Thank goodness for the Baltimore Orioles. The Blue Jays (47-45) continued their mastery over beleaguered Baltimore to the tune of a three-game series sweep at Camden Yards, moving back above .500 and gaining momentum as they encounter a favourable portion of the schedule.
The woeful O’s
One of my first Jays articles brazenly predicted that the Blue Birds would be a 100-loss team, thanks both to their own deficiencies and the marked improvement of Baltimore. Boy, was I wrong. Not that Toronto is setting the league on fire with a 47-45 record, but they need just 16 more wins to avoid the 100-loss total I predicted. With regards to the Orioles, they seem well on their way to 100 losses (currently 29-62) thanks to a lack of production from members of their young core (namely Adam Jones, Matt Wieters and Brian Matusz), unimpressive veterans and the loss of clubhouse leader Brian Roberts to abdominal issues early in the year. Really, they just weren’t all that good to begin with. As a result, the Jays are now 9-0 against their fellow birds on the season and have won 16 of the last 17 meetings.
Encouraging signs early
So goes the logic in a quirky, unpredictable sport that when a shortstop with no home runs debuts with a homer-happy ball club, naturally that player goes on to hit the team’s first grand slam of the season within his first series. The second inning slam in Sunday’s 10-1 win was the highlight to Yunel Escobar’s first three games with the Jays, but the entire weekend offered an encouraging look at the new shortstop. Friday’s 4-2 victory brought a bunt single and a pair of eye-catching defensive plays, while Saturday’s 3-2 win saw him collect two hits and score a run. Another promising sign from the trade: Jo-Jo Reyes pitched eight innings of scoreless, one-hit ball at Double-A New Hampshire on Friday night.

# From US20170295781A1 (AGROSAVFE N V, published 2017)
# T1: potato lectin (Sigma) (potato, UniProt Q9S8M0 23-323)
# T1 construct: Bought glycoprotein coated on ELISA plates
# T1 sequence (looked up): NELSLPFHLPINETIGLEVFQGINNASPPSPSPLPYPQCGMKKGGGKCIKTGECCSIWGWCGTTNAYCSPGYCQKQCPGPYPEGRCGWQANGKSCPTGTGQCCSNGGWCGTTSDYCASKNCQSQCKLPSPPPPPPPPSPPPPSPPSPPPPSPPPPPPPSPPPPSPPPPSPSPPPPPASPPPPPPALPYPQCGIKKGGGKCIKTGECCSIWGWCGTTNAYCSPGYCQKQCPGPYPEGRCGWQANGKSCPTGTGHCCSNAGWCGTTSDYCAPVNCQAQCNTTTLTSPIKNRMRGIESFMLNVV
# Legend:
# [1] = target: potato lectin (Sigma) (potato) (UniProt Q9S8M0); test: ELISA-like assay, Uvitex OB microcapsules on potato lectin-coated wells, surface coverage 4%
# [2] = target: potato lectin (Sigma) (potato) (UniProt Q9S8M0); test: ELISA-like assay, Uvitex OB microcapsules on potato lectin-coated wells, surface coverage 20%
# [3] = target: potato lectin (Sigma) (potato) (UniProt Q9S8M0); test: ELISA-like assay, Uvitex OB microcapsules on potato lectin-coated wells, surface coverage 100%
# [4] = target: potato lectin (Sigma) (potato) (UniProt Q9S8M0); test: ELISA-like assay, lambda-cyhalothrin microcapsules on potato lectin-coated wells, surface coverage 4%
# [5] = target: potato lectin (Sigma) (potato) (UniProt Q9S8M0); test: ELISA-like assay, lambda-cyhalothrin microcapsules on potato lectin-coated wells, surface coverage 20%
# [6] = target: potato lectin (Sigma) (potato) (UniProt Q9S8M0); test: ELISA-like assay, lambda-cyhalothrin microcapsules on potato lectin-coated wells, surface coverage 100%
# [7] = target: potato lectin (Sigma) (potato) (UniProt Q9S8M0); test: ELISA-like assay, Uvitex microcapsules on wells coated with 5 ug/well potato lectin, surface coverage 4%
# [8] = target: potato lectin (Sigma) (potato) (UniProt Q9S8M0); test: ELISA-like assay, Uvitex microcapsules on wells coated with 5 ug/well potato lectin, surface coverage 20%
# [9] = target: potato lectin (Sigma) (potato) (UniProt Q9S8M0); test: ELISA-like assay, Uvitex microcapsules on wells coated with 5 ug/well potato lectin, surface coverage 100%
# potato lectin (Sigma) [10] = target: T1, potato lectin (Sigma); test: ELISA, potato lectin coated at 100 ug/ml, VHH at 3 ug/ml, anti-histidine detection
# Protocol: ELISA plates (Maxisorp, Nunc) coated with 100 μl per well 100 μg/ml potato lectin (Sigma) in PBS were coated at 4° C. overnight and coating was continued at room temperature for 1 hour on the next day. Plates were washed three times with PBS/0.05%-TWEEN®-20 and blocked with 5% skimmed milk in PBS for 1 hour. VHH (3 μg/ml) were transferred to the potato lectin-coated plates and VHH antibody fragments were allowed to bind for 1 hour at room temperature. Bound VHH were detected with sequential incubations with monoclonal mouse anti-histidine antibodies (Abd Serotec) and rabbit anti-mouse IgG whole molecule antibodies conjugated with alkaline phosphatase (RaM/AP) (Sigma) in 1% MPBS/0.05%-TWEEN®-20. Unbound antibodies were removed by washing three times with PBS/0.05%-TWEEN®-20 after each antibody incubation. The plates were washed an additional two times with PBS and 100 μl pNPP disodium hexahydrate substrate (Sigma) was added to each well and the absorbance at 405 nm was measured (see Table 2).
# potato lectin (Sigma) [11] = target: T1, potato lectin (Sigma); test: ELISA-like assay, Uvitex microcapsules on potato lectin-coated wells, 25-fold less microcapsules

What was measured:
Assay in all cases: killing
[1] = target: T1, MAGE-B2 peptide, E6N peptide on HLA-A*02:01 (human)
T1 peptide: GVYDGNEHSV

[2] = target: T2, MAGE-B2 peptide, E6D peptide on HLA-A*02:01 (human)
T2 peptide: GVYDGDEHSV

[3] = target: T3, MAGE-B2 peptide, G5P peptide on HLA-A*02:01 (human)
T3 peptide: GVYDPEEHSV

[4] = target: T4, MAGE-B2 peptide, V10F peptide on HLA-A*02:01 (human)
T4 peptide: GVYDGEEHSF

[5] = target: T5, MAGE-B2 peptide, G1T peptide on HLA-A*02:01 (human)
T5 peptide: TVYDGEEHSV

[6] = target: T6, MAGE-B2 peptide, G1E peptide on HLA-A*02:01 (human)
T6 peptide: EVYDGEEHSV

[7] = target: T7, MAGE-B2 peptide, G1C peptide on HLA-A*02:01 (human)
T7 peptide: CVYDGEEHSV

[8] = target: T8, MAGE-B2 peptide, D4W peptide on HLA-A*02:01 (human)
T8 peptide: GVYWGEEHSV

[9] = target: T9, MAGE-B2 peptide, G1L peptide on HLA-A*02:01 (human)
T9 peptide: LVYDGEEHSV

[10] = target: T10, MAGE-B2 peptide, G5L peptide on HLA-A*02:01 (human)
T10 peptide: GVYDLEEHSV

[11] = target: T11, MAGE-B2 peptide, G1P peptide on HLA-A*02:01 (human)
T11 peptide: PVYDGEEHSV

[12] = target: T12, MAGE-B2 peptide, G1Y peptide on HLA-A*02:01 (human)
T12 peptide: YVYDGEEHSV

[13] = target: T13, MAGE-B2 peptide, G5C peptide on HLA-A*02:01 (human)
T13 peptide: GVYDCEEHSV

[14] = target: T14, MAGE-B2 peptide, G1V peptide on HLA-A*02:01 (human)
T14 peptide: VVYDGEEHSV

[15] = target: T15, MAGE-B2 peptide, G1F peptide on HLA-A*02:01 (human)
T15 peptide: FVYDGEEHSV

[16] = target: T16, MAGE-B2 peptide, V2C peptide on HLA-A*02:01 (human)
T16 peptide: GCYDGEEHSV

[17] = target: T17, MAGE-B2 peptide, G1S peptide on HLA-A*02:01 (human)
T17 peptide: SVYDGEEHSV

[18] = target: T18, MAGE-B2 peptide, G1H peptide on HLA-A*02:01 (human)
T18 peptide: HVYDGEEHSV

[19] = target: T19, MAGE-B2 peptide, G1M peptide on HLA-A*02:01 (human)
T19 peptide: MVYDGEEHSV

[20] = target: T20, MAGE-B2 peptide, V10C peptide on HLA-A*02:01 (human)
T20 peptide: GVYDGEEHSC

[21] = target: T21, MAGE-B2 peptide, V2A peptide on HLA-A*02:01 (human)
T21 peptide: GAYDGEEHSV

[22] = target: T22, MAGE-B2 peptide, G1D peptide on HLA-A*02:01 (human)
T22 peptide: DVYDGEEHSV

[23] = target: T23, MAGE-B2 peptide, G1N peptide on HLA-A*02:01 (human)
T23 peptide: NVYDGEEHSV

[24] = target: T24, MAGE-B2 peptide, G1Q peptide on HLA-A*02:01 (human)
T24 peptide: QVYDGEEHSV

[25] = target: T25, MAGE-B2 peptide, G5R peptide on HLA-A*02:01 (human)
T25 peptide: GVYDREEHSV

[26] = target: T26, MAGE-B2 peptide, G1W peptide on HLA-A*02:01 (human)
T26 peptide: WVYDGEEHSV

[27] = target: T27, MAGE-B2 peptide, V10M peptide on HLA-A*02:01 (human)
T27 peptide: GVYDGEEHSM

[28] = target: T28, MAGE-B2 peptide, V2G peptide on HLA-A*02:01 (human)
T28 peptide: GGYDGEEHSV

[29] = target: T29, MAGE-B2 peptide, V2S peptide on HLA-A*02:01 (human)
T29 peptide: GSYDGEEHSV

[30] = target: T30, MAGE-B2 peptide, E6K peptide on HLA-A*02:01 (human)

Cito Gaston has found a creative – albeit, temporary – solution to the nice problem created by Shaun Marcum’s return from the disabled list. Marcum had a solid if imperfect outing on Sunday, holding Baltimore to just one run over five innings but also allowing nine hits. In preparing for his return, the team designated Nick Green for assignment, a surprising move given that it left the Jays in the rare position of having more pitchers (13) than position players (12). As such, the club will move forward with a six-man rotation including both Jesse Litsch and Marc Rcepczynski. The move allows frontline starters Ricky Romero and Marcum to pitch against the Detroit Tigers instead of the weaker Kansas City Royals, but also puts Rcepczynski in the position of battling Royals ace Zack Greinke on Wednesday.
As a big league closer, you need to embrace the pressure of pitching with the game on the line, something which Kevin Gregg does. But there is a fine line between embracing that pressure and acknowledging when you simply don’t have it, as Gregg did on Saturday. Having walked three batters to load the bases with two outs in the bottom of the ninth in a one-run game, the Jays reliever wanted to get his team out of the self-created mess, something which Gaston did not allow him to do. Gregg was understandably upset, but chose to project that anger towards his manager instead of internally, as he shouted back while walking off the mound. He, simply, has not been good enough this season, nor was he good enough on Saturday, to question Gaston’s decision.
The Jays have an opportunity to extend their winning ways in the second half as they face another struggling club in the Royals. Brett Cecil gets the call in the opener at Kaufman Stadium against Kyle Davies.
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Written by Ben Fisher